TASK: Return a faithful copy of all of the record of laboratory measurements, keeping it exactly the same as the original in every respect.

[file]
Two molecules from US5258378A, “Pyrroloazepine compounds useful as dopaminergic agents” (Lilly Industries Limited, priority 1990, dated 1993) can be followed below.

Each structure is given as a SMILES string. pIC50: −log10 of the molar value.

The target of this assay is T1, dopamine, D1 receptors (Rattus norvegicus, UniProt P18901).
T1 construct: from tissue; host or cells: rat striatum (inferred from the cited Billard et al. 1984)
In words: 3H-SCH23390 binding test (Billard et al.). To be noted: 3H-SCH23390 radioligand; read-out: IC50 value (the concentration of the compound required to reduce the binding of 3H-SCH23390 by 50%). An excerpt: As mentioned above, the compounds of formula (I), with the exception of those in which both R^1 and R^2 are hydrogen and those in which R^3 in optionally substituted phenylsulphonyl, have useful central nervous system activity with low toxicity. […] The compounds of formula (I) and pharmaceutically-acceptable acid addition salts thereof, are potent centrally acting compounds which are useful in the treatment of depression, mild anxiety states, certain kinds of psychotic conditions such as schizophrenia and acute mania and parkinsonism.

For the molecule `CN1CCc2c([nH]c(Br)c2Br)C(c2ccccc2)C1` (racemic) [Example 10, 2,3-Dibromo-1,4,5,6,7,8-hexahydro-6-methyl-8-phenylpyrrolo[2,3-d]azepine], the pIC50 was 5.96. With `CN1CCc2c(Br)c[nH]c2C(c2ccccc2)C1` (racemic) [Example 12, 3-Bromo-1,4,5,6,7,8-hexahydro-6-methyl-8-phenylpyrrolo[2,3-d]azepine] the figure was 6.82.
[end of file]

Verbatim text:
Two molecules from US5258378A, “Pyrroloazepine compounds useful as dopaminergic agents” (Lilly Industries Limited, priority 1990, dated 1993) can be followed below.

Each structure is given as a SMILES string. pIC50: −log10 of the molar value.

The target of this assay is T1, dopamine, D1 receptors (Rattus norvegicus, UniProt P18901).
T1 construct: from tissue; host or cells: rat striatum (inferred from the cited Billard et al. 1984)
In words: 3H-SCH23390 binding test (Billard et al.). To be noted: 3H-SCH23390 radioligand; read-out: IC50 value (the concentration of the compound required to reduce the binding of 3H-SCH23390 by 50%). An excerpt: As mentioned above, the compounds of formula (I), with the exception of those in which both R^1 and R^2 are hydrogen and those in which R^3 in optionally substituted phenylsulphonyl, have useful central nervous system activity with low toxicity. […] The compounds of formula (I) and pharmaceutically-acceptable acid addition salts thereof, are potent centrally acting compounds which are useful in the treatment of depression, mild anxiety states, certain kinds of psychotic conditions such as schizophrenia and acute mania and parkinsonism.

For the molecule `CN1CCc2c([nH]c(Br)c2Br)C(c2ccccc2)C1` (racemic) [Example 10, 2,3-Dibromo-1,4,5,6,7,8-hexahydro-6-methyl-8-phenylpyrrolo[2,3-d]azepine], the pIC50 was 5.96. With `CN1CCc2c(Br)c[nH]c2C(c2ccccc2)C1` (racemic) [Example 12, 3-Bromo-1,4,5,6,7,8-hexahydro-6-methyl-8-phenylpyrrolo[2,3-d]azepine] the figure was 6.82.